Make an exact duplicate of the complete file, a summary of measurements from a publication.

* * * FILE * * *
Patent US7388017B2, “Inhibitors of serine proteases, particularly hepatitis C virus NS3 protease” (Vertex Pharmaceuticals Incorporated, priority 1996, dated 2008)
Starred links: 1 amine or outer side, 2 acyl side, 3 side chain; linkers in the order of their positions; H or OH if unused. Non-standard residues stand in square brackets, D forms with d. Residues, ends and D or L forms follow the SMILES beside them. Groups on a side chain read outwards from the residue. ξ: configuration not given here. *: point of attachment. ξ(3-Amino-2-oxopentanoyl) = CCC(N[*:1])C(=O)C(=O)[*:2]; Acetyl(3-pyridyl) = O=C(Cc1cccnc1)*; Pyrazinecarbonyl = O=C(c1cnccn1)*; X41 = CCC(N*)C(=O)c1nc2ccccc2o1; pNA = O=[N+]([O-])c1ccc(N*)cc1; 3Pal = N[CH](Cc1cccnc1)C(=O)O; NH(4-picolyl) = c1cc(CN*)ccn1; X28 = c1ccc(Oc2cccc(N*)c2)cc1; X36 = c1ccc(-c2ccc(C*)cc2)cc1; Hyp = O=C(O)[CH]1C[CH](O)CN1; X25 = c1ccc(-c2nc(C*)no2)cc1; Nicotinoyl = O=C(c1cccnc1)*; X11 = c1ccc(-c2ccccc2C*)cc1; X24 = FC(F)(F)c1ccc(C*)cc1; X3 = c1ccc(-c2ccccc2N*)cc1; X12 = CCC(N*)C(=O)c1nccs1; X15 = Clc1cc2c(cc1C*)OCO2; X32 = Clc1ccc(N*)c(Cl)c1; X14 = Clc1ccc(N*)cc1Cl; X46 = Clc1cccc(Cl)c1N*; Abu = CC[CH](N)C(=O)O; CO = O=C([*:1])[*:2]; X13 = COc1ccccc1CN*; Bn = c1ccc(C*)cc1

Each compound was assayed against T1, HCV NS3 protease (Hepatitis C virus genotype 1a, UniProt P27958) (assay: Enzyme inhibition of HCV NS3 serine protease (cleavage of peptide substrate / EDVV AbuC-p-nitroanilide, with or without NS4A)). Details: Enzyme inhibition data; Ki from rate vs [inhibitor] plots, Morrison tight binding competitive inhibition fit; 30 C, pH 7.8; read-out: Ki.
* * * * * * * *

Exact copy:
Patent US7388017B2, “Inhibitors of serine proteases, particularly hepatitis C virus NS3 protease” (Vertex Pharmaceuticals Incorporated, priority 1996, dated 2008)
Starred links: 1 amine or outer side, 2 acyl side, 3 side chain; linkers in the order of their positions; H or OH if unused. Non-standard residues stand in square brackets, D forms with d. Residues, ends and D or L forms follow the SMILES beside them. Groups on a side chain read outwards from the residue. ξ: configuration not given here. *: point of attachment. ξ(3-Amino-2-oxopentanoyl) = CCC(N[*:1])C(=O)C(=O)[*:2]; Acetyl(3-pyridyl) = O=C(Cc1cccnc1)*; Pyrazinecarbonyl = O=C(c1cnccn1)*; X41 = CCC(N*)C(=O)c1nc2ccccc2o1; pNA = O=[N+]([O-])c1ccc(N*)cc1; 3Pal = N[CH](Cc1cccnc1)C(=O)O; NH(4-picolyl) = c1cc(CN*)ccn1; X28 = c1ccc(Oc2cccc(N*)c2)cc1; X36 = c1ccc(-c2ccc(C*)cc2)cc1; Hyp = O=C(O)[CH]1C[CH](O)CN1; X25 = c1ccc(-c2nc(C*)no2)cc1; Nicotinoyl = O=C(c1cccnc1)*; X11 = c1ccc(-c2ccccc2C*)cc1; X24 = FC(F)(F)c1ccc(C*)cc1; X3 = c1ccc(-c2ccccc2N*)cc1; X12 = CCC(N*)C(=O)c1nccs1; X15 = Clc1cc2c(cc1C*)OCO2; X32 = Clc1ccc(N*)c(Cl)c1; X14 = Clc1ccc(N*)cc1Cl; X46 = Clc1cccc(Cl)c1N*; Abu = CC[CH](N)C(=O)O; CO = O=C([*:1])[*:2]; X13 = COc1ccccc1CN*; Bn = c1ccc(C*)cc1

Each compound was assayed against T1, HCV NS3 protease (Hepatitis C virus genotype 1a, UniProt P27958) (assay: Enzyme inhibition of HCV NS3 serine protease (cleavage of peptide substrate / EDVV AbuC-p-nitroanilide, with or without NS4A)). Details: Enzyme inhibition data; Ki from rate vs [inhibitor] plots, Morrison tight binding competitive inhibition fit; 30 C, pH 7.8; read-out: Ki.